Mancini may not be Italy coach anymore, but Pinamonti would appear to be forcing his way back into contention at Sassuolo after a bright start to the season.
With four goals in five Serie A games, the imposing striker is already just one shy of his total output for last season and heads into Wednesday’s clash with Inter – whose academy he came through – having netted in each of his past three league outings.
The instinctive headers he scored against Juventus and Hellas Verona showed he can perform the function of a ‘big man up top’ – and he is a big man. But the brace he recorded in the surprise 4-2 defeat to Frosinone evidenced how he can offer subtlety as well, slamming in a 20-yard volley and another tidy finish after running the inside-left channel.
Those efforts came from just 1.16 xG, which obviously suggests it’s probably a little early to be getting carried away. However, it also shows just how clinical he’s been, with the 24-year-old only recording six shots (excluding blocks); that’s a conversion rate of 66.7%, which is the joint best of all Serie A players with at least two attempts.
Of course, he’s shown promise before. Pinamonti scored 13 Serie A goals while on loan at Empoli in 2021-22, form that persuaded Sassuolo to spend €20 million on him. He then struggled to repeat that feat in his first season.
Sassuolo, and Italy, will hope this is just the beginning.
Teddy Teuma and Romain Del Castillo, Ligue 1’s Late Bloomers
If you ignore Paris Saint-Germain’s dominance, Ligue 1 routinely throws up surprises, with Lens’ second-place finish last season the latest such example. A cursory glance at the fledgling 2023-24 table shows the potential for more unlikely stories this season.
Strasbourg and Reims are just inside the European places, unbeaten Nice are second, and Brest remarkably lead the table with 13 points, two more than PSG in third.
Romain Del Castillo, 27, has been particularly prominent for Brest. The former France Under-21 midfielder may not be a newcomer to this level, but there’s a sense he might be finally maturing as a player, building on a promising 2022-23 with a fine start to the new campaign.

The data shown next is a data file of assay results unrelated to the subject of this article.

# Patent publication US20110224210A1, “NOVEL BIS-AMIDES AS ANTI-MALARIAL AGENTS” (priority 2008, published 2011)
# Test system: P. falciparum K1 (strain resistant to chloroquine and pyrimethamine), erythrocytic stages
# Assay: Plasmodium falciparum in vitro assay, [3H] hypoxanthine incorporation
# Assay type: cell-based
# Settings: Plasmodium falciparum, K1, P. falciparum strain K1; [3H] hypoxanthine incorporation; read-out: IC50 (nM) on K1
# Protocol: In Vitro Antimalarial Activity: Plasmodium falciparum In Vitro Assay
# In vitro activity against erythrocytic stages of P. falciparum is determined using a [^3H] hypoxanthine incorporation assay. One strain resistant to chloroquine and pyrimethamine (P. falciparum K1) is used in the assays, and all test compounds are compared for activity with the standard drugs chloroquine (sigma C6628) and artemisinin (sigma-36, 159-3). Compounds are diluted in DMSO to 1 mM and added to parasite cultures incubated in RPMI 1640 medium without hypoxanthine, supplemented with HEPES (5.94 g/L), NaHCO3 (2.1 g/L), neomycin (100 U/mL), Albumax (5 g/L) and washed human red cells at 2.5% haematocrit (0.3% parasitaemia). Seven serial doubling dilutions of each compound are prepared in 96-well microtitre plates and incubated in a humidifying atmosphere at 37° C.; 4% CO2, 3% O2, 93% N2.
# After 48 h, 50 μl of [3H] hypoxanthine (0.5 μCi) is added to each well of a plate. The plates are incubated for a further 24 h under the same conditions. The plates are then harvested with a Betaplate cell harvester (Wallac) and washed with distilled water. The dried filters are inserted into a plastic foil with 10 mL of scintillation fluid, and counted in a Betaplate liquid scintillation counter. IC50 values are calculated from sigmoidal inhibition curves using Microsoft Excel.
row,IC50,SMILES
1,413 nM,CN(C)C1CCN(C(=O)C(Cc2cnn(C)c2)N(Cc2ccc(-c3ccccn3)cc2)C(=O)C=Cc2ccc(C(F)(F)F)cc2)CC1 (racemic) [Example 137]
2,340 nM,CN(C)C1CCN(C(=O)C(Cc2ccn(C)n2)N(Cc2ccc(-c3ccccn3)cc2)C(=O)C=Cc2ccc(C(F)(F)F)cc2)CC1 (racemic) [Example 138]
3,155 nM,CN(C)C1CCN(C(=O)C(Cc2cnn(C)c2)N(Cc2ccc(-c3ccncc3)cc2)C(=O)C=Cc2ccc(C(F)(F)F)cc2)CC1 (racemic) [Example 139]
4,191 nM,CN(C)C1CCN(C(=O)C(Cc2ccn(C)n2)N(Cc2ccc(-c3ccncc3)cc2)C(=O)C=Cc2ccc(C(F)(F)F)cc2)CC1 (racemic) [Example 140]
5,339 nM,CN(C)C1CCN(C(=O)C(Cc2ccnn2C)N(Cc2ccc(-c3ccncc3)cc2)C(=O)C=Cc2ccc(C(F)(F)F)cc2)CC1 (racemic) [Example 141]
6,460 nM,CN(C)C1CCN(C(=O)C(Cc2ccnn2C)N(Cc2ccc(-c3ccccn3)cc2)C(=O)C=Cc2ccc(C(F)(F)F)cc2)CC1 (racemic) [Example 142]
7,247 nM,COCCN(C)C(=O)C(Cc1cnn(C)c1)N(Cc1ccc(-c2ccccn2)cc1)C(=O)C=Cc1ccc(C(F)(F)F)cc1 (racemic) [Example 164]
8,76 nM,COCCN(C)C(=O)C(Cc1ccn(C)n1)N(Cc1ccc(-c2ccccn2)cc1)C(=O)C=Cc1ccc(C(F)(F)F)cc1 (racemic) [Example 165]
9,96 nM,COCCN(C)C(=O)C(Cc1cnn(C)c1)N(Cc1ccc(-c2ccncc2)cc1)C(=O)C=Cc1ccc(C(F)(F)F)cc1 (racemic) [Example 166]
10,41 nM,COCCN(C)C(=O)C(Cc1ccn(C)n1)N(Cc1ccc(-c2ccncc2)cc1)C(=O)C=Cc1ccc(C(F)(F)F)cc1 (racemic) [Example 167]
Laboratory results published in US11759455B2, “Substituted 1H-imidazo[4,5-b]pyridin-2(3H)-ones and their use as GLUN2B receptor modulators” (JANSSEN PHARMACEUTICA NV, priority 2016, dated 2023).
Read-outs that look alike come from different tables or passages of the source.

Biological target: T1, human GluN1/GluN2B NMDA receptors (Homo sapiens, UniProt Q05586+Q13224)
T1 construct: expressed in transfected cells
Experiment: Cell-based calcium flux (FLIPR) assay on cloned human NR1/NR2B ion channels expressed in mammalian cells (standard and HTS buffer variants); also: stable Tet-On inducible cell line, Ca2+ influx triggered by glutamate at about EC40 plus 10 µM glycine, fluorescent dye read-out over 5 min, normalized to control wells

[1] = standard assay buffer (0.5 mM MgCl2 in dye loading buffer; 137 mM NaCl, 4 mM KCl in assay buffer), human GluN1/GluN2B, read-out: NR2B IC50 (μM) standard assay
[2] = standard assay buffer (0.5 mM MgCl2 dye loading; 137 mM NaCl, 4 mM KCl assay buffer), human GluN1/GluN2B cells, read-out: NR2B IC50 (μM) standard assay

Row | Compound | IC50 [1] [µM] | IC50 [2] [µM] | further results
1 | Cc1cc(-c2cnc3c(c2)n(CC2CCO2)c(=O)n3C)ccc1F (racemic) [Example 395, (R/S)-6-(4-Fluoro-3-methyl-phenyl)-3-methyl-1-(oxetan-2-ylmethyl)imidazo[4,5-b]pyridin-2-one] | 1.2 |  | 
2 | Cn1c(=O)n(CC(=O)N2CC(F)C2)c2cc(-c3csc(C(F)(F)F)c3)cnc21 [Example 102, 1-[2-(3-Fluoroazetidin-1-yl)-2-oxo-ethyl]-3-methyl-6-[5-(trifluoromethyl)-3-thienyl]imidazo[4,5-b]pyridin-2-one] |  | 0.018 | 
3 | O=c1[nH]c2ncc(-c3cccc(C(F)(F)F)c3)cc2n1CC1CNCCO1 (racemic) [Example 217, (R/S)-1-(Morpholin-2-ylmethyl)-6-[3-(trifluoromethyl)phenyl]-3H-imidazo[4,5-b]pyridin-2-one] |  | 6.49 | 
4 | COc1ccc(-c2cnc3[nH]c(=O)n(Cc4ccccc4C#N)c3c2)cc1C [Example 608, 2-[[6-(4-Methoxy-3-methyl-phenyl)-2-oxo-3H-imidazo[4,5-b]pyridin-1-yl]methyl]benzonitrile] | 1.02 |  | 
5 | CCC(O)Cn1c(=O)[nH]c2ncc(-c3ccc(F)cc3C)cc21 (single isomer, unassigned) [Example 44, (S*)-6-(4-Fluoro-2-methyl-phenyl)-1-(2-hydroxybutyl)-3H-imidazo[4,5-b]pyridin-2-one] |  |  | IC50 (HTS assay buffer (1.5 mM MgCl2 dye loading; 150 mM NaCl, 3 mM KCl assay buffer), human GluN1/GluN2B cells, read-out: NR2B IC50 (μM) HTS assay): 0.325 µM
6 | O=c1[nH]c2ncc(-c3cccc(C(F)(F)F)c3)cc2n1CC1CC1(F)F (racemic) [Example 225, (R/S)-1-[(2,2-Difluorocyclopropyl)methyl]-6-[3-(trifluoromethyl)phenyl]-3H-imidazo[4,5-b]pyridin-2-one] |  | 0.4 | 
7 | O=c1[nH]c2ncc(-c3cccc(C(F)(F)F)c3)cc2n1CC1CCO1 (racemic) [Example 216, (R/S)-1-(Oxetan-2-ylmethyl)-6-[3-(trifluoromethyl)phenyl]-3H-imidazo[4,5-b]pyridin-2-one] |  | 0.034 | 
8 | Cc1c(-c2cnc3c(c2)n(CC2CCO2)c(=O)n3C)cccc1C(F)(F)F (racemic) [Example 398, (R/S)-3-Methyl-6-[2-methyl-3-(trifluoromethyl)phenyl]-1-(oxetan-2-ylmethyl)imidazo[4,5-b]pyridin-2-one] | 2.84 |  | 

With three goals and two assists, Del Castillo has been decisive several times already this term. Granted, two of those goals were from the spot, but there’s still been much to enjoy from his displays.
No player has created more chances in Ligue 1 so far than his 23, and he ranks second (14) for those in open play. His two assists may have been bettered by a few players, but he sits top of the pile for expected assists (2.36), with no one else over 2.0 xA, which highlights the standard of the creativity he’s providing for teammates.
Del Castillo was especially lively in the weekend win over his former club Lyon, creating six chances over the course of the match, which is the most he’s tallied in a single Ligue 1 game since eight versus Caen in November 2018 – although, in the interest of balance, one of the six on Saturday was a shot that happened to invite a header from a teammate. Either way, he’s one of only two players to create five or more opportunities in a game on more than one occasion in 2023-24, the other being Téji Savanier.
Del Castillo is by no means the only late(ish) bloomer impressing in Ligue 1 this season, though. Reims’ Teddy Teuma has been one of the revelations of the opening weeks.
The France-born Malta international is getting his first crack at Ligue 1 at the age of 29 (he’s 30 on Saturday), having returned to his birth country in pre-season following five years in Belgium with Royale Union Saint-Gilloise. In fact, he’d only ever played in Ligue 2 as many as 13 times, and his first three years with Union SG were spent in the second tier.
Six games into his debut Ligue 1 campaign and he’s already accrued three goals and two assists. He truly announced himself on August 27 with two exquisite finishes against Montpellier, a stunning 30-yard half-volley – yes, that’s a proper half-volley – and a gorgeous free-kick. He also saw one of his corner deliveries headed in by Yunis Abdelhamid in that game; it was some debut.
He considers himself a “‘complete’ midfielder” who can “do a bit of everything but I’m not great at everything,” Teuma said in an interview with Ligue 1 earlier this month, with his time in Belgium helping his transformation from a more typical holding midfielder.
It wasn’t so long ago that Teuma was balancing his football career with working as a courier; he’s taken the long road to Ligue 1 but is certainly delivering the goods.